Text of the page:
NYC Psychotherapist Blog

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Wednesday, October 10, 2012

Wellness: Safe Place Meditation

In the prior post, Wellness and Meditation I explored basic meditative techniques. I suggested that you can start by focusing on your breath.

Safe Place Meditation

Safe Place Meditation
As I mentioned in the prior post, there are many different types of meditation. One type of meditation that I usually teach clients is called the Safe Place meditation, which I'll explore in this post.

Now, "safe" is a relative term. For some people, possibly due to their history of trauma, there might not be anywhere that they can visualize that would be "safe." So, if you're not comfortable with the words "safe place," you can think of it as a relaxing, peaceful place. Over time, practice usually makes it easier.

As I mentioned in the prior post, assuming that you're in a good place to meditate (never when you're drving or when you need to be fully alert), start by closing your eyes and focusing on your breath. After a few relaxing breaths, picture a relaxing, peaceful place. It might be a beach or your favorite place in the countryside or wherever it feels most relaxing to you.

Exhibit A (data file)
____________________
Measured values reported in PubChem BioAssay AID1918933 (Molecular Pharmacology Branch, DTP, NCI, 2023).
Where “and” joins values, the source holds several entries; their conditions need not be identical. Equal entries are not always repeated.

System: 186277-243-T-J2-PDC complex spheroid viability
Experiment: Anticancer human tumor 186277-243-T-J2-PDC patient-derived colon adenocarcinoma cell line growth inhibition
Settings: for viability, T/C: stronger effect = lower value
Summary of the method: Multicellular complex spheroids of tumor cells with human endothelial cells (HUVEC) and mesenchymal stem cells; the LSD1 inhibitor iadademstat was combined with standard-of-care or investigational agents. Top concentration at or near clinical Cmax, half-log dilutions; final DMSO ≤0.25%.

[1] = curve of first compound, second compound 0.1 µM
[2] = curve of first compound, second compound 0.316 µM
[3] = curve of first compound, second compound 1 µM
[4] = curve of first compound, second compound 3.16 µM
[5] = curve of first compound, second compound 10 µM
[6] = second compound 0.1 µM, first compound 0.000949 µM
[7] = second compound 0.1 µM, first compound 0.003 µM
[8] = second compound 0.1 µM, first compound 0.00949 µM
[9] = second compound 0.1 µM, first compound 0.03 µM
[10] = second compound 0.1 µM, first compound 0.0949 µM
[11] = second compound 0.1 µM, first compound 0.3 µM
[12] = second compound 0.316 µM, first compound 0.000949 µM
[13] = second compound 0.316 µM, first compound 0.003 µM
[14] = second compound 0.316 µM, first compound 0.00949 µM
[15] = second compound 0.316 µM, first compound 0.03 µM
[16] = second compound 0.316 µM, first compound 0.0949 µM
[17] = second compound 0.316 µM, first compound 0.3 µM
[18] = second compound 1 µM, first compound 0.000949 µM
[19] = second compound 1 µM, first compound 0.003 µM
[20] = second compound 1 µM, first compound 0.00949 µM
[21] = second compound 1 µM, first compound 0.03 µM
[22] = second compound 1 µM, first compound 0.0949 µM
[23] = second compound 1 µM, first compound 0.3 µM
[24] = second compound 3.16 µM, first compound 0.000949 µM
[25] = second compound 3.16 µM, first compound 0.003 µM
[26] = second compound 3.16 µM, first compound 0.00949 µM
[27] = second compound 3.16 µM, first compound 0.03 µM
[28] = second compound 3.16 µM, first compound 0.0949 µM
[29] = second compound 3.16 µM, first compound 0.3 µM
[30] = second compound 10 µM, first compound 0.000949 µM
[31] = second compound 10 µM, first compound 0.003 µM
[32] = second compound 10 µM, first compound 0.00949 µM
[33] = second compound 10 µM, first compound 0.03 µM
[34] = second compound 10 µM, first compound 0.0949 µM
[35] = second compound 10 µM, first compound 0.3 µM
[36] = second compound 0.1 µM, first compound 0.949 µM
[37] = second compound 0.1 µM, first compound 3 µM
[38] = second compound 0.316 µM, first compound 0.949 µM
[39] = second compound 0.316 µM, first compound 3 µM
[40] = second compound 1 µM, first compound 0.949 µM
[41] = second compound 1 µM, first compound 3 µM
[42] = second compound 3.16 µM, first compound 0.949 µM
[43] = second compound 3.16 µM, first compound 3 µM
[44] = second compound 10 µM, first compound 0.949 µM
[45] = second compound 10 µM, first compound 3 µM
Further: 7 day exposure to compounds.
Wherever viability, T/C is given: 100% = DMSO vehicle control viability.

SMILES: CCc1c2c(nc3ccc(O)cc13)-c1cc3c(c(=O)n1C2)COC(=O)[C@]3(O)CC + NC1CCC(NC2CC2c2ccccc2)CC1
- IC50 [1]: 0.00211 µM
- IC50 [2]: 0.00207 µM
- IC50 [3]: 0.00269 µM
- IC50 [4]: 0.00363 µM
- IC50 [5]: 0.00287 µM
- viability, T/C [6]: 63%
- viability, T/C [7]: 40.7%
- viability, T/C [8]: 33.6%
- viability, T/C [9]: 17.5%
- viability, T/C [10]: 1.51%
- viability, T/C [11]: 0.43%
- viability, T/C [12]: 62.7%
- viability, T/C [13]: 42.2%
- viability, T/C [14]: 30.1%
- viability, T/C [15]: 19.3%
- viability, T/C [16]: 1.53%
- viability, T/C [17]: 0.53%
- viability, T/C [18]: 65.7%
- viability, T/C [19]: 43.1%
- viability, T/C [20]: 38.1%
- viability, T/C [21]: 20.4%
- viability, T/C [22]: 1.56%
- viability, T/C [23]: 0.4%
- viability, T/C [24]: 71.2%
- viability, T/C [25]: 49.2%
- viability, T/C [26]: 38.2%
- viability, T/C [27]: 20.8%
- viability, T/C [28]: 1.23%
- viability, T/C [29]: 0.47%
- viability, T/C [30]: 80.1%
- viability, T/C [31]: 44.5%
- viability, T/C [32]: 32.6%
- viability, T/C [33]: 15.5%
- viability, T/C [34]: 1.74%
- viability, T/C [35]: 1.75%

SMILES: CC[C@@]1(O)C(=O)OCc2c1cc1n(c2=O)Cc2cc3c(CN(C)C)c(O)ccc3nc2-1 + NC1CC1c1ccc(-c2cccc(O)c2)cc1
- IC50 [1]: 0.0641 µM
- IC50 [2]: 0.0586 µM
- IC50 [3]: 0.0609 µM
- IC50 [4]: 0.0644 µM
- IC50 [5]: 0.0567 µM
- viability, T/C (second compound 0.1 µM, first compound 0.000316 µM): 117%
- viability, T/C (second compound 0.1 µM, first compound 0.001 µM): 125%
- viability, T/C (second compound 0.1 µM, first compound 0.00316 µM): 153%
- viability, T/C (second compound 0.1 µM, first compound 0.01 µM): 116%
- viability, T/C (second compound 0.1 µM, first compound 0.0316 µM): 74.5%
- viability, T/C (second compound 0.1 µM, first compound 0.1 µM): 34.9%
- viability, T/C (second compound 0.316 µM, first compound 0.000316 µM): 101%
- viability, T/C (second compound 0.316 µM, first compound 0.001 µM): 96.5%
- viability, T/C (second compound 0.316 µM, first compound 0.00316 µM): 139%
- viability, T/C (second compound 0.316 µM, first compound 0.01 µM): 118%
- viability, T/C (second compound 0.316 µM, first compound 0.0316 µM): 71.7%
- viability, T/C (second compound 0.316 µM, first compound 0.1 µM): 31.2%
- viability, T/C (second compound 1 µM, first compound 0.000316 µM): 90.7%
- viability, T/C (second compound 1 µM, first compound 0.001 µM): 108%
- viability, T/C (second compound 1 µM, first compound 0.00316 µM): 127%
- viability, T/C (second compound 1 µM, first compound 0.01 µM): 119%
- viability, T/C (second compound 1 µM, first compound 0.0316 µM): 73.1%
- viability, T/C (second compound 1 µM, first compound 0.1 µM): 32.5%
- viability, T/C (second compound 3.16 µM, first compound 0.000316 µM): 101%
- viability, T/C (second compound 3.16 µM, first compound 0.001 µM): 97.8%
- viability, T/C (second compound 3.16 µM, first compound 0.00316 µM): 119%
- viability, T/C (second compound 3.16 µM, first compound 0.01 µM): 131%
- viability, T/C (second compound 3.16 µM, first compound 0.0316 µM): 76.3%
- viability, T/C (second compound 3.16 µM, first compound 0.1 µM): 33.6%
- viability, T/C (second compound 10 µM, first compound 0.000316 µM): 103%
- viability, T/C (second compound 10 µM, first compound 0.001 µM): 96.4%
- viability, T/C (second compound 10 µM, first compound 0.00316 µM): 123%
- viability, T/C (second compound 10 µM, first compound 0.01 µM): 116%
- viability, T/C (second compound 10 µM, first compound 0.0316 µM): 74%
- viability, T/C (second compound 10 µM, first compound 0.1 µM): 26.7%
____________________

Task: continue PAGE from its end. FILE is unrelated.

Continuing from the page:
Whatever place you choose, look around in your mind's eye and notice what's there--the colors, shapes and patterns of things around you. Really take time to notice. 

Then, notice what sounds you "hear" in this place. So, if you're at the beach, maybe you hear the sound of the waves as they crash along the shore or maybe you hear the sea gulls as they fly over the water. 

Then, just notice any scents you might "smell." Once again, if you're at the beach, maybe you smell the salt from the water. 

You might also "taste" the salt. Notice any sensations you might "feel." At the beach, you might feel the breeze coming off the water or the coolness of the water against your toes or maybe you feel the gentle heat from the sun warming your body.

If any distracting thoughts come to mind, as they often do for most people, just notice them and let them go. Let them drift by like clouds passing by overhead. 

When you're ready to return, take a couple of deep breaths. You can wiggle your fingers or toes so that you're alert and fully present in your environment. Then, open your eyes.

Meditation Practice
Meditation takes practice. If you have difficulty visualizing or imagining using your other senses, don't worry about it. It usually becomes easier over time. 

In the meantime, enjoy the Safe Place meditation.

About Me
I am a licensed NYC psychotherapist, hypnotherapist, EMDR and Somatic Experiencing therapist.

To find out more about me, please visit my website: Josephine Ferraro, LCSW - NYC Psychotherapist

Please feel free to call me at (917) 742-2624 or email me to set up an appointment.